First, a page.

When documents were made available, auditors found that Abdullah wrote herself more than $46,000 in checks from the company account -- not counting any salary she was collecting. She wrote an additional $7,000 in checks to a property management company in Manhattan, they said.
Meanwhile, Abdullah was sending monthly checks to a local Board of Education member. Jonathan Hodges, a former co-owner who had sold his share of the business to her for $500,000, was paid monthly installments of $2,666. Hodges eventually faced a hearing before the state School Ethics Commission. The matter was dismissed with a reprimand and Hodges is still on the board.
In an interview, Abdullah said she stopped paying Hodges after her Abbott contract ended.
"We're not able to make any type of payments, my funds have dwindled so," she said, also noting a costly legal dispute with her preschool landlord. "I'm just barely surviving, because the contract was taken."
She maintains that the audit report was "unfounded," and that a decision to end her contract in 2002 was politically motivated. She said she never spoke with state investigators.
Local education officials told reporters they had been alarmed when they visited Kidz.
"They would say, 'Look at that corner there -- that's the science corner,' " said Anna DeMolli, director of early childhood education in Paterson. "And all there would be is a sign that said 'Science Corner.' No materials, no desks, no books. You would go by and see three dolls with their hair pulled out. They're filthy dirty, no clothes on them. That's the corner for 'housekeeping.' "
Abdullah tried unsuccessfully to regain a Board of Education seat in 2003. She now runs a day-care center called Wee Kidz, serving children whose tuition is paid by taxpayer-funded voucher programs.
Abdullah asked Paterson for another Abbott preschool contract in the fall. She never received a response, she said.
· Miss Dot's Small World in Paterson
Auditors say they also got the runaround at Miss Dot's, where, they said, public funds intended for New Jersey children appeared to have been used by owner Dorothy Williams to buy land for a camp in Pennsylvania and to promote her city-based transportation service.
Williams, who had moved to Pennsylvania, said she was too busy to meet with auditors. Her records were being reconstructed by her daughter and son-in-law -- in California.
Eventually, her accountant dropped off "all the records he had on hand." Williams and her son delivered more paperwork two days later, including bank statements and canceled checks.
The records that materialized were "unorganized, incomplete, and lacked supporting documentation," the auditors found.
Petty cash and non-payroll checks made out to Williams totaled nearly $30,000. Money was used to pay for "a driver, a tow truck, repairs, and insurance for several vehicles." There were checks to Jaguar and Ford dealerships in two states. Checks written to "Rick" were marked as bus inspection and repair payments. Williams' accountant said she owed about $100,000 in payroll taxes.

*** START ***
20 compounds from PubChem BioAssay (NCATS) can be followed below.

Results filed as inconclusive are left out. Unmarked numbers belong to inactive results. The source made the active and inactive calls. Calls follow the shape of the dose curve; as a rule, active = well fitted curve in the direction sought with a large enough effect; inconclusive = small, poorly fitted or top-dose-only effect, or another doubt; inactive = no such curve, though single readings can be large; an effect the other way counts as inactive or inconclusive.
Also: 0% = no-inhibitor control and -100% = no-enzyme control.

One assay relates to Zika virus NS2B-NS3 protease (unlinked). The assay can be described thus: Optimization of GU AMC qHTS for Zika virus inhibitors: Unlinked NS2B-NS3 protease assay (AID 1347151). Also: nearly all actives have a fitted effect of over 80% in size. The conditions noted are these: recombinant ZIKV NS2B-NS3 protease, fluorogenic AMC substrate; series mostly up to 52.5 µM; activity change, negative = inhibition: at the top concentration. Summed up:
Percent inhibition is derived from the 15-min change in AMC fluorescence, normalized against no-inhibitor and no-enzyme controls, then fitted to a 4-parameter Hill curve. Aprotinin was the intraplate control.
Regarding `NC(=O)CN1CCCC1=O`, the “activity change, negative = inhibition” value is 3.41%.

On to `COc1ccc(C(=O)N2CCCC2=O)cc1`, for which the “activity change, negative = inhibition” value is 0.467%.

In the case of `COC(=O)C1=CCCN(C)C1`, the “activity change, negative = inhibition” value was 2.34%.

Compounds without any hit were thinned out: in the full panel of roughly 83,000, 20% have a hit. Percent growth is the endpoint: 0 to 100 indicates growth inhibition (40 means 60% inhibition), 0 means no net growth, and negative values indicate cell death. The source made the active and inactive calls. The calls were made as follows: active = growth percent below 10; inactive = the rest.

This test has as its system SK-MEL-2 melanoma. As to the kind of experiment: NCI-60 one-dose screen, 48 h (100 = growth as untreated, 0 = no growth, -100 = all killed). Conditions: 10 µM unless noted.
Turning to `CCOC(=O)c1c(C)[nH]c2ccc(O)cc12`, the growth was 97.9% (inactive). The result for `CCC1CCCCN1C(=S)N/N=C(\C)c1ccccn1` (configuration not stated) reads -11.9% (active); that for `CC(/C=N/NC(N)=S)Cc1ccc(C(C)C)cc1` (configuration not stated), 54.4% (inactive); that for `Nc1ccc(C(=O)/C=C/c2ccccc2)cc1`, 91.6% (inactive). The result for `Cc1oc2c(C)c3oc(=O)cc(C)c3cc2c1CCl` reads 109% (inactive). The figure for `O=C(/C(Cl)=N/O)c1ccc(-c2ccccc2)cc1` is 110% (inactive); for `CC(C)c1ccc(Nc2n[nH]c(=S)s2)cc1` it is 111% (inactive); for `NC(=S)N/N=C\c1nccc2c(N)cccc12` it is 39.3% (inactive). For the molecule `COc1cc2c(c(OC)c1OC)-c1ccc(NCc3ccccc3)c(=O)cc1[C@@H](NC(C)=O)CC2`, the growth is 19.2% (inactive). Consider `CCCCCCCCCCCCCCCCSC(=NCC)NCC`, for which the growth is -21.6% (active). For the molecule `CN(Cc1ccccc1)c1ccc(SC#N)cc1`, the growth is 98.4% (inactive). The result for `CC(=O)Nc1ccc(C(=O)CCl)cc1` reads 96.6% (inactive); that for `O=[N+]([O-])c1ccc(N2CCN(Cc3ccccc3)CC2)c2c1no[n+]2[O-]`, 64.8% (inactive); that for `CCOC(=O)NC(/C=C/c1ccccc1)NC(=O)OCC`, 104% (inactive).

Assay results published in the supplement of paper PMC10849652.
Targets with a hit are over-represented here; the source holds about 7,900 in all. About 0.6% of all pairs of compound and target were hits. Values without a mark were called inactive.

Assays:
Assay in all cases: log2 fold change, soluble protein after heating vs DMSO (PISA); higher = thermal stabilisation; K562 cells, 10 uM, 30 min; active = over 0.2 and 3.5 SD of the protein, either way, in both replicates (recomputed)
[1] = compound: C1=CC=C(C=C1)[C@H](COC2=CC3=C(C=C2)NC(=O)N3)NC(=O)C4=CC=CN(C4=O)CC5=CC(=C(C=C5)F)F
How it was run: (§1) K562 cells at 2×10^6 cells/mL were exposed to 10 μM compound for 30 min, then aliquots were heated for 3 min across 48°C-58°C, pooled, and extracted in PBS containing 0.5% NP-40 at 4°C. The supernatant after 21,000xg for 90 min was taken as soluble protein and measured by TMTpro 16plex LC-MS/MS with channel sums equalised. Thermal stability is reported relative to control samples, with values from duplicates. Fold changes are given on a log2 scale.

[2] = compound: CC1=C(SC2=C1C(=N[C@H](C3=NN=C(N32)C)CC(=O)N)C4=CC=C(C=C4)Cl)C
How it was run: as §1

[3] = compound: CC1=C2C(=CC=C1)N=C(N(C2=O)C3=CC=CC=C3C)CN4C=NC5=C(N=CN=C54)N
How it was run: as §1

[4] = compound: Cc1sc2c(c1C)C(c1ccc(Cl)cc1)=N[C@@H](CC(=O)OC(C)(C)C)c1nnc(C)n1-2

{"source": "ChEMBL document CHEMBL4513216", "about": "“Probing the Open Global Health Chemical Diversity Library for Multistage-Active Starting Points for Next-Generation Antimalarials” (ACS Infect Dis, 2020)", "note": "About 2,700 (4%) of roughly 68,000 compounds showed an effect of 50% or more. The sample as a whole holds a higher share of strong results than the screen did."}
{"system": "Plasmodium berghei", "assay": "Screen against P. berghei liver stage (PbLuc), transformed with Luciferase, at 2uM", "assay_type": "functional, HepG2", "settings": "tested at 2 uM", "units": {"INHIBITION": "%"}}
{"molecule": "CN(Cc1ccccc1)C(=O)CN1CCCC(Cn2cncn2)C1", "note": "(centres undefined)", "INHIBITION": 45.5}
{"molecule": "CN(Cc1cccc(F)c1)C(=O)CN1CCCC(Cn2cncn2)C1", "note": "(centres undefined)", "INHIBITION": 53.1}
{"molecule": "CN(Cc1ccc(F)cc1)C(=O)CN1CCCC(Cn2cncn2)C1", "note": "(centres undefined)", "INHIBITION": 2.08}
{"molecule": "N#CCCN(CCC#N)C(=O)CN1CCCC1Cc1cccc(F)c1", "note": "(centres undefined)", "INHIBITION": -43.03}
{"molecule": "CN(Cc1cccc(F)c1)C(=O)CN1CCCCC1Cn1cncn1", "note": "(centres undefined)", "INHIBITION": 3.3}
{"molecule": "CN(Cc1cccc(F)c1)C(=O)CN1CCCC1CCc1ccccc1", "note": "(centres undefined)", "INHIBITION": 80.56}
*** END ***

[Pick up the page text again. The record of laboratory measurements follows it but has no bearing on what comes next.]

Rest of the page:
And tickets for bus trips to Atlantic City were for sale at the preschool, where auditors believed Williams was also operating Miss Dot's Transportation.
Auditors said there was evidence she had purchased property in Pennsylvania with preschool funds and planned to open a camp. They cited, for example, checks to a lawyer marked "Pa. land."
Public records show that Dorothy Williams filed to open a business named Miss Dot's Small World in Freeland, Pa., in 2002. Efforts to reach Williams were unsuccessful.
· First Steps Day Care in Jersey City
In 2003, auditors found nearly $180,000 in personal spending at First Steps, including $11,381 for gambling in Atlantic City, $6,276 for Princess Cruises and $4,887 for the Diamond Den.
Director Jacqueline DiFranco said in a 2004 interview that she had done nothing wrong -- she just didn't know she was supposed to keep money from her other day-care center separated from state tax dollars. She said all the state money given to her for the preschool program was spent properly.
DiFranco said the Attorney General's Office took documents from the preschool and returned them 18 months later.
"Nothing was found that I did anything inappropriate," she said last week. "I was cleared."
The Jersey City school district renewed DiFranco's contract for two more years, entrusting her with hundreds of thousands more in tax dollars.
But in early 2005, auditors returned to First Steps and found that an additional $2,500 had been spent in Atlantic City, including cash withdrawals at the Caesars casino. The company hadn't completed its tax returns, financial statements or required independent audits since 2002.
They also learned that DiFranco was charging families $2 a day for food, even though the state strictly prohibits such charges and pays the centers to provide meals and snacks.
DiFranco last week denied auditors' findings and said she had never seen their report. Auditors said she told them that she often deposited her personal money into the Abbott account to cover expenses, then reimbursed herself through the ATM and debit card. However, she had bounced 40 checks.